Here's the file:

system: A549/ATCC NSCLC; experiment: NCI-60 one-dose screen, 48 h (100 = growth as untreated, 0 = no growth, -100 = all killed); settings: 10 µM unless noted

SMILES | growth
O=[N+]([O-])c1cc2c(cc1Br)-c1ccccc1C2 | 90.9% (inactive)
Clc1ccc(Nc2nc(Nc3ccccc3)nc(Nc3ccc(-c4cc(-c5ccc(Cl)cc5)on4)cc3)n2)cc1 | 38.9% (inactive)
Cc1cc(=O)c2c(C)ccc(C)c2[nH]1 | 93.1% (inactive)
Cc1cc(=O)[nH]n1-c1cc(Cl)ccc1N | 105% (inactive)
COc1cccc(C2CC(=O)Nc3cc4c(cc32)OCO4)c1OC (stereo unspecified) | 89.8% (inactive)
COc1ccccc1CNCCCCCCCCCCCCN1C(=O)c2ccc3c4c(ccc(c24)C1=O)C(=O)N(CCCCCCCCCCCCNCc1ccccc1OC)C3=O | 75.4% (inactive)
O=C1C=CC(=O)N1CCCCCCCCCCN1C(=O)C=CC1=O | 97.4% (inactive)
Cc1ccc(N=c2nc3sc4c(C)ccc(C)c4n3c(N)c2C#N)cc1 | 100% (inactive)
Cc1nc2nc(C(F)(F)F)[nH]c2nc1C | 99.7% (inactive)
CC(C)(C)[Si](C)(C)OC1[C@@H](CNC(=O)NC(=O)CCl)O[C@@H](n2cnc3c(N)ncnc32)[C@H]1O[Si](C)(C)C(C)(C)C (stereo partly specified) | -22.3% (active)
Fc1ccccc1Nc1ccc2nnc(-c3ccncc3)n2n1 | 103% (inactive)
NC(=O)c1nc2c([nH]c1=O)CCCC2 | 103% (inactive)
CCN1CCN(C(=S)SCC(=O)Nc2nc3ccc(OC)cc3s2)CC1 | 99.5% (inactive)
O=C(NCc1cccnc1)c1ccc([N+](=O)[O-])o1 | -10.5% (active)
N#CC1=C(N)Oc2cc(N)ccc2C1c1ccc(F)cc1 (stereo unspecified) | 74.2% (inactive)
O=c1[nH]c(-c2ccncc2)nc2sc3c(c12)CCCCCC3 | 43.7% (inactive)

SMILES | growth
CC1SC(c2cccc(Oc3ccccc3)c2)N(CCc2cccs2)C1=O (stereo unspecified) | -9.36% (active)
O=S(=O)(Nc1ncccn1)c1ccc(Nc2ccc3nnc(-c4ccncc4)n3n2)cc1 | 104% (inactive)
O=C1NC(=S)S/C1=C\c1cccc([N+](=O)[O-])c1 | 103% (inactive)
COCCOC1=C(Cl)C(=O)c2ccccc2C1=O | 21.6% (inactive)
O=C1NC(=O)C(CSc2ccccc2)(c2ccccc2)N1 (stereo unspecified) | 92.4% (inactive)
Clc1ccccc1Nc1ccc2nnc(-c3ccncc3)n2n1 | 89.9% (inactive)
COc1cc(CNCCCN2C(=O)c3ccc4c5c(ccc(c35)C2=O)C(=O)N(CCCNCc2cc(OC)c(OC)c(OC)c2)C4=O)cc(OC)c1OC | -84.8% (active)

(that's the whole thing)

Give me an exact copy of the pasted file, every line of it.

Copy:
system: A549/ATCC NSCLC; experiment: NCI-60 one-dose screen, 48 h (100 = growth as untreated, 0 = no growth, -100 = all killed); settings: 10 µM unless noted

SMILES | growth
O=[N+]([O-])c1cc2c(cc1Br)-c1ccccc1C2 | 90.9% (inactive)
Clc1ccc(Nc2nc(Nc3ccccc3)nc(Nc3ccc(-c4cc(-c5ccc(Cl)cc5)on4)cc3)n2)cc1 | 38.9% (inactive)
Cc1cc(=O)c2c(C)ccc(C)c2[nH]1 | 93.1% (inactive)
Cc1cc(=O)[nH]n1-c1cc(Cl)ccc1N | 105% (inactive)
COc1cccc(C2CC(=O)Nc3cc4c(cc32)OCO4)c1OC (stereo unspecified) | 89.8% (inactive)
COc1ccccc1CNCCCCCCCCCCCCN1C(=O)c2ccc3c4c(ccc(c24)C1=O)C(=O)N(CCCCCCCCCCCCNCc1ccccc1OC)C3=O | 75.4% (inactive)
O=C1C=CC(=O)N1CCCCCCCCCCN1C(=O)C=CC1=O | 97.4% (inactive)
Cc1ccc(N=c2nc3sc4c(C)ccc(C)c4n3c(N)c2C#N)cc1 | 100% (inactive)
Cc1nc2nc(C(F)(F)F)[nH]c2nc1C | 99.7% (inactive)
CC(C)(C)[Si](C)(C)OC1[C@@H](CNC(=O)NC(=O)CCl)O[C@@H](n2cnc3c(N)ncnc32)[C@H]1O[Si](C)(C)C(C)(C)C (stereo partly specified) | -22.3% (active)
Fc1ccccc1Nc1ccc2nnc(-c3ccncc3)n2n1 | 103% (inactive)
NC(=O)c1nc2c([nH]c1=O)CCCC2 | 103% (inactive)
CCN1CCN(C(=S)SCC(=O)Nc2nc3ccc(OC)cc3s2)CC1 | 99.5% (inactive)
O=C(NCc1cccnc1)c1ccc([N+](=O)[O-])o1 | -10.5% (active)
N#CC1=C(N)Oc2cc(N)ccc2C1c1ccc(F)cc1 (stereo unspecified) | 74.2% (inactive)
O=c1[nH]c(-c2ccncc2)nc2sc3c(c12)CCCCCC3 | 43.7% (inactive)

SMILES | growth
CC1SC(c2cccc(Oc3ccccc3)c2)N(CCc2cccs2)C1=O (stereo unspecified) | -9.36% (active)
O=S(=O)(Nc1ncccn1)c1ccc(Nc2ccc3nnc(-c4ccncc4)n3n2)cc1 | 104% (inactive)
O=C1NC(=S)S/C1=C\c1cccc([N+](=O)[O-])c1 | 103% (inactive)
COCCOC1=C(Cl)C(=O)c2ccccc2C1=O | 21.6% (inactive)
O=C1NC(=O)C(CSc2ccccc2)(c2ccccc2)N1 (stereo unspecified) | 92.4% (inactive)
Clc1ccccc1Nc1ccc2nnc(-c3ccncc3)n2n1 | 89.9% (inactive)
COc1cc(CNCCCN2C(=O)c3ccc4c5c(ccc(c35)C2=O)C(=O)N(CCCNCc2cc(OC)c(OC)c(OC)c2)C4=O)cc(OC)c1OC | -84.8% (active)